In buying property, in building houses, in furnishing rooms, in forming plans, in changing dwellings, in educating children — it is wise and prudent to look forward and consider the cost. Many would save themselves much sorrow and trouble, if they would only remember the question: “What does it cost?”
But there is one subject on which it is especially important to count the cost. That subject is the salvation of our souls. What does it cost to be a true Christian? What does it cost to be a really holy man? This, after all, is the grand question. For lack of thought about this, thousands, after seeming to begin well — turn away from the road to Heaven, and are lost forever in Hell.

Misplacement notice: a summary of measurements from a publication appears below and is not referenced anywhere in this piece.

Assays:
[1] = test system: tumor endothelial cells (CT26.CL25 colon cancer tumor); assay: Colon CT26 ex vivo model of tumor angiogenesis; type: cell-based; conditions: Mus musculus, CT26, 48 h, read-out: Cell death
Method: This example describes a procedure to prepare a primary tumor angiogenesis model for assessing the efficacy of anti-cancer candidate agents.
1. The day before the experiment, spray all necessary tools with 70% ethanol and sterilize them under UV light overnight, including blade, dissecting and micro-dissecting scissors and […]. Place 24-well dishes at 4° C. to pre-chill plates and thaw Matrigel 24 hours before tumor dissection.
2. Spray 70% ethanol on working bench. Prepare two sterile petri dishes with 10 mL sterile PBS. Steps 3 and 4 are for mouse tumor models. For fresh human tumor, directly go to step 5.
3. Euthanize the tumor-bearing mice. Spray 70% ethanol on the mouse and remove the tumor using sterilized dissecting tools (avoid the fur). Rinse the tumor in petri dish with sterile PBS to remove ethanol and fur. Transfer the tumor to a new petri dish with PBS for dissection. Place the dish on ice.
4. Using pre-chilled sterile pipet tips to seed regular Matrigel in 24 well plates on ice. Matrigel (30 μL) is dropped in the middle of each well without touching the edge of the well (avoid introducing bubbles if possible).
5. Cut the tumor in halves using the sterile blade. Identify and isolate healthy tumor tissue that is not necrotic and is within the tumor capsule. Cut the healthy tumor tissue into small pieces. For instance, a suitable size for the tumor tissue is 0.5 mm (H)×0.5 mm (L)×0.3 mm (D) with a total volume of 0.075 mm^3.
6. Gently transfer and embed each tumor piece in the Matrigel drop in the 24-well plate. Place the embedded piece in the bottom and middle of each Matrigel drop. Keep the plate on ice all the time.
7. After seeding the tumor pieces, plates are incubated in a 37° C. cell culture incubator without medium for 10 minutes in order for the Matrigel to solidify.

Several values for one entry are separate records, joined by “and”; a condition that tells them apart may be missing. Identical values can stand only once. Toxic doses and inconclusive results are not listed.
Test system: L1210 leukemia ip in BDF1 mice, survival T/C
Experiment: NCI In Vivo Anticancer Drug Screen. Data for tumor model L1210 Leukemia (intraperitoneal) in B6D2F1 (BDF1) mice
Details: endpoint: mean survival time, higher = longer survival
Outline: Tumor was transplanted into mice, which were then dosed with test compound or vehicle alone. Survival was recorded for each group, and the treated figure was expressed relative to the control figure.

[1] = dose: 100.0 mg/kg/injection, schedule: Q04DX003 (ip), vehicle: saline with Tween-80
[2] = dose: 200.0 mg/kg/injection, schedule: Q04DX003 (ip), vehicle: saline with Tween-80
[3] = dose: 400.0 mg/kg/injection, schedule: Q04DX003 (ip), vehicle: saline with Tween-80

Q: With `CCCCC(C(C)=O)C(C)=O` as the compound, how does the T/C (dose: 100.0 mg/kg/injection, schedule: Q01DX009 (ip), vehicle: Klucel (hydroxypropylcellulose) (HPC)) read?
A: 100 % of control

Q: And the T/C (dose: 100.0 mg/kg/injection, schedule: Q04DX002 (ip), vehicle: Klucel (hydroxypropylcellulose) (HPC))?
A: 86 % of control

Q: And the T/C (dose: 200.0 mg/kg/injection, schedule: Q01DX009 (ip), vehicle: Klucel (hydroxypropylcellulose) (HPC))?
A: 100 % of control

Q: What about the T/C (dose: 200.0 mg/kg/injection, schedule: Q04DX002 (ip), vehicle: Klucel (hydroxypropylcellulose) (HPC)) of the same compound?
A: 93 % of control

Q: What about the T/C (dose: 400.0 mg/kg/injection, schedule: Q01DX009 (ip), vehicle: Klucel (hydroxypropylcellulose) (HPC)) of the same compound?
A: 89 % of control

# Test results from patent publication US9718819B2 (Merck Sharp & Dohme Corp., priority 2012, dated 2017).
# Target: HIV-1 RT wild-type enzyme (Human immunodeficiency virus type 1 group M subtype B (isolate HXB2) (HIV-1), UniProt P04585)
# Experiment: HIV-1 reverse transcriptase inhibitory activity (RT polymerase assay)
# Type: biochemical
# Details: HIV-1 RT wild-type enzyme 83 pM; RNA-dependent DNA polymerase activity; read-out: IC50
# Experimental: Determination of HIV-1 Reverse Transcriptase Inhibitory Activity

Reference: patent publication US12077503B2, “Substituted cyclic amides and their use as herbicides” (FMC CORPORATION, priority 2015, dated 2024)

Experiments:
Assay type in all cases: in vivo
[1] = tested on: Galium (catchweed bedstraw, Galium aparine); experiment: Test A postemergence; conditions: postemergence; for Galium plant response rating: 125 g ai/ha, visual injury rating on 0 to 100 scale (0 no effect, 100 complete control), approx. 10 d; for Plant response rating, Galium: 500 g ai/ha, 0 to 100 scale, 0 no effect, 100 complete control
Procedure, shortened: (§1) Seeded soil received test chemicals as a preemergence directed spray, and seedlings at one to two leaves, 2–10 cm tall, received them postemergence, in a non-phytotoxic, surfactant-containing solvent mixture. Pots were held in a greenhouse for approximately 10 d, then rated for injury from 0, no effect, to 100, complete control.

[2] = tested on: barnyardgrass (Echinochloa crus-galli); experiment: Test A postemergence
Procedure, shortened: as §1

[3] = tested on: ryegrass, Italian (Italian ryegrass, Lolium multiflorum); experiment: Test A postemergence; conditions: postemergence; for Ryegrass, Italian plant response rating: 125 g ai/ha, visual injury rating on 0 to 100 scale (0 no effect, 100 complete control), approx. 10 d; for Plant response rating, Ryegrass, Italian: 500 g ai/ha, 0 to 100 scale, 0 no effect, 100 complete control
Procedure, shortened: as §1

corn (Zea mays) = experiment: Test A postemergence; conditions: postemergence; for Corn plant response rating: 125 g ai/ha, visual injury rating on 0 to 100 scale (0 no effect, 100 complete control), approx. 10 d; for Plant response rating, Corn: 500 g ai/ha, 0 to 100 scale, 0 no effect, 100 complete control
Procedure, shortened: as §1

We are living in unusual times. Events are hurrying on with singular rapidity. We never know “what a day may bring forth”; how much less do we know what may happen in a year! We live in a day of great religious profession. Scores of professing Christians in every part of the land are expressing a desire for more holiness and a higher degree of spiritual life. Yet nothing is more common than to see people receiving the Word with joy, and then after two or three years, falling away and going back to their sins. They had not considered what it costs to be a really consistent believer and holy Christian. Surely these are times when we ought often to sit down and count the cost and to consider the state of our souls. We must mind what we are about. If we desire to be truly holy, it is a good sign. We may thank God for putting the desire into our hearts. But still the cost ought to be counted. No doubt Christ’s way to eternal life is a way of pleasantness. But it is folly to shut our eyes to the fact that His way is narrow — and the cross comes before the crown.